The three prior shelf-wide respiration studies in the SAB were all based on in vitro incubations of seawater and the ensuing changes in DO concentration. However, a variety of different methods were used. Griffith et al. (1990) and Griffith and Pomeroy (1995) incubated their samples in 45-ml chambers for <2 h and monitored the DO change using a Nester electrode, while Pomeroy et al. (2000) incubated their samples in 125-ml glass bottles within a incubator for 12 h and measured the DO changes using Winkler titration. Studies have shown that electrodes could consume oxygen and thus overestimate respiration (McKinnon et al. 2007), perhaps explaining the higher rates measured by Griffith et al. (1990) and Griffith and Pomeroy (1995). The method of Pomeroy et al. (2000), however, could suffer from non-linear DO decrease during incubation (Pomeroy et al. 1994). Since the reported average values in Pomeroy et al. (2000) are a combination of electrode-based data that were previously reported in Griffith and Pomeroy (1995) and newer data based on the Winkler method, the higher average values could again be due to the methods. Supporting this idea is the fact that the Winkler-based estuarine respiration rates reported by Pomeroy et al. (2000) are comparable with and have similar seasonal patterns as our inner shelf rates.

Another difference between our method and those of the prior studies is that the early respiration studies in this area all measured DO concentrations at the beginning and the end of the incubation (Griffith et al. 1990; Griffith and Pomeroy 1995; Pomeroy et al. 2000), while we used killed control and measured the live samples as well as the control together at the end of the incubation. The advantage of our method is that any possible problems associated with non-respiratory uptake of O2 (Pamatmat 1997) or instrument drift were effectively avoided. Although our preliminary experiments did not show significant differences between the initial DO concentrations and those of HgCl2-killed samples (data not shown), more systematic comparisons are needed to investigate this issue.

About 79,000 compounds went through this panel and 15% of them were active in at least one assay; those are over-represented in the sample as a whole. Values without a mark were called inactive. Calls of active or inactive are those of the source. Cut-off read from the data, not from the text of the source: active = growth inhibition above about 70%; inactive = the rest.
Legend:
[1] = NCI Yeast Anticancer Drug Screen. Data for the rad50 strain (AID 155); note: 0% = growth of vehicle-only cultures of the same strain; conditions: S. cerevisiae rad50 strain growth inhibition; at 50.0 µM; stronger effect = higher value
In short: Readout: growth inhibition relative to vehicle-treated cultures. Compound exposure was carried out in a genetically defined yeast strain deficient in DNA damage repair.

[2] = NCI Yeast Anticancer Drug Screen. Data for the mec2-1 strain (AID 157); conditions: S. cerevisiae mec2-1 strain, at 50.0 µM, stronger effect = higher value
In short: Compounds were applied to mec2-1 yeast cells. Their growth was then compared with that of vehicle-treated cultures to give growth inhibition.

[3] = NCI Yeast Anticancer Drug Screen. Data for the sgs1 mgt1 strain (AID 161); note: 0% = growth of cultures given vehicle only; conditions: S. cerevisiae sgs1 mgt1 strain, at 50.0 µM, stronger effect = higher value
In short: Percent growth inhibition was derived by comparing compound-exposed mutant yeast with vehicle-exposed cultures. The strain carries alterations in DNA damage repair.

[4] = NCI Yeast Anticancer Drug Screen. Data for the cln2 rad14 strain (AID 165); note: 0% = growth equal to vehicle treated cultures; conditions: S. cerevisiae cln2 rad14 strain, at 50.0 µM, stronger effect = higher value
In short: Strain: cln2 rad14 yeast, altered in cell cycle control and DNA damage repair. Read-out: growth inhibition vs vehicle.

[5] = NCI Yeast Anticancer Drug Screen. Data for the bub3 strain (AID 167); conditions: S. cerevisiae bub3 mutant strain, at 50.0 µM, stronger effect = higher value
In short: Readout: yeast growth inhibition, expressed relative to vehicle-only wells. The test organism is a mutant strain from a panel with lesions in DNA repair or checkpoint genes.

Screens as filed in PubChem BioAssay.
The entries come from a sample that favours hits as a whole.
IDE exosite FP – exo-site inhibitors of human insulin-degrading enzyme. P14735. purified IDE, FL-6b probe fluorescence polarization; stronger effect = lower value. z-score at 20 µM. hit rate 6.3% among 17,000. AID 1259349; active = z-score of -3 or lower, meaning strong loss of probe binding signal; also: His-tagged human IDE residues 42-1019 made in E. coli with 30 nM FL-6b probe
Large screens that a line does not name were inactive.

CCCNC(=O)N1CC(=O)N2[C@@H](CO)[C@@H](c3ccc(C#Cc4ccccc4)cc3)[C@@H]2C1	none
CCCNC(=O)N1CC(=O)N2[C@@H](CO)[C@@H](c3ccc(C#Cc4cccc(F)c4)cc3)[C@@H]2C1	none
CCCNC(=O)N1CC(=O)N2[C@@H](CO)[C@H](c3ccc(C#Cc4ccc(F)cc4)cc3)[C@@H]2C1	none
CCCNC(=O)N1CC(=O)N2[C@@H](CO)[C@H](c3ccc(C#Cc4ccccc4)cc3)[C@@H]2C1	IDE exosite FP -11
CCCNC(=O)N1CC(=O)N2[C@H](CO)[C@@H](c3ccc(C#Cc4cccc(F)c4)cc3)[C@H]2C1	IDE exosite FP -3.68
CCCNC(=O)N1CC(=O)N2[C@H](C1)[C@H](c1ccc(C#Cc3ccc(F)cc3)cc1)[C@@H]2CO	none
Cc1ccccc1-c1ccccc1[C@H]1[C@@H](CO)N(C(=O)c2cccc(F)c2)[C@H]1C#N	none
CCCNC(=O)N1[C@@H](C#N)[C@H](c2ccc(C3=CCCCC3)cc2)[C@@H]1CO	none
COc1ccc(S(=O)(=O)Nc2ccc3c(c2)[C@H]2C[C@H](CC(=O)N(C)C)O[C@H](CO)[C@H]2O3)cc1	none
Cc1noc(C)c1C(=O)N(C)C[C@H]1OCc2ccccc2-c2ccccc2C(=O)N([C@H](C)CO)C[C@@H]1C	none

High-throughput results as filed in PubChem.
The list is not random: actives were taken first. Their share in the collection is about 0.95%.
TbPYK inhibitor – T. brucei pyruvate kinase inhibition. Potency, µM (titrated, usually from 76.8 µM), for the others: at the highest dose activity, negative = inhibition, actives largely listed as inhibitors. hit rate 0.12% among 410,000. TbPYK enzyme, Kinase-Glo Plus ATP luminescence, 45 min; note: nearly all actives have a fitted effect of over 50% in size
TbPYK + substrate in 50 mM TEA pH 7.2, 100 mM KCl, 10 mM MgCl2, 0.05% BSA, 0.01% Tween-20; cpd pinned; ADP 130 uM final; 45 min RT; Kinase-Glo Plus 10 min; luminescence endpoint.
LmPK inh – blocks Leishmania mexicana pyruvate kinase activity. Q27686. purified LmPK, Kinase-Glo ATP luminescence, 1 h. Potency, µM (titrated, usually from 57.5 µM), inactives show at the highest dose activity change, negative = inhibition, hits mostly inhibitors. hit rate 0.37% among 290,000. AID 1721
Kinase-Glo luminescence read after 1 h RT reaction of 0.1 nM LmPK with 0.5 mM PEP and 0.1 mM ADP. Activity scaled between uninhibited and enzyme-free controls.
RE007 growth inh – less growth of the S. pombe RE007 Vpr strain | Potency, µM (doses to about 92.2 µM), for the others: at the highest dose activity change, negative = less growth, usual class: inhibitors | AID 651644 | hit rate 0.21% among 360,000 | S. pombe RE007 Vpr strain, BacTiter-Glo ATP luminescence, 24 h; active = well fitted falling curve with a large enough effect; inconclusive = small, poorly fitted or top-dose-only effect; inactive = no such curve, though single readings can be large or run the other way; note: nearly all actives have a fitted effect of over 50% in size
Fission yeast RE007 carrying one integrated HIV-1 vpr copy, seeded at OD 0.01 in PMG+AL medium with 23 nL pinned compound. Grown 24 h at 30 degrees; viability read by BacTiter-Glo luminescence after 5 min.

There are other differences between our method and those of the earlier studies. First, we used larger incubation bottles (~300 ml), as studies suggest that the linearity of oxygen uptake increases with increasing container size (Hopkinson 1985). Second, we kept the BOD bottles under water inside in situ seawater flowed-through coolers instead of keeping them inside dry incubators, as neck-drying of BOD bottles during incubation could be a serious problem for DO measurement (Labasque et al. 2004). Third, we incubated the samples longer (24 h) to minimize the error due to small DO changes in short incubations. Finally, our DO based results are verified by DIC based measurements from independent bottle incubations, and the spatial and seasonal variations of the respiration results are more consistent with other biogeochemical processes, as will be discussed below.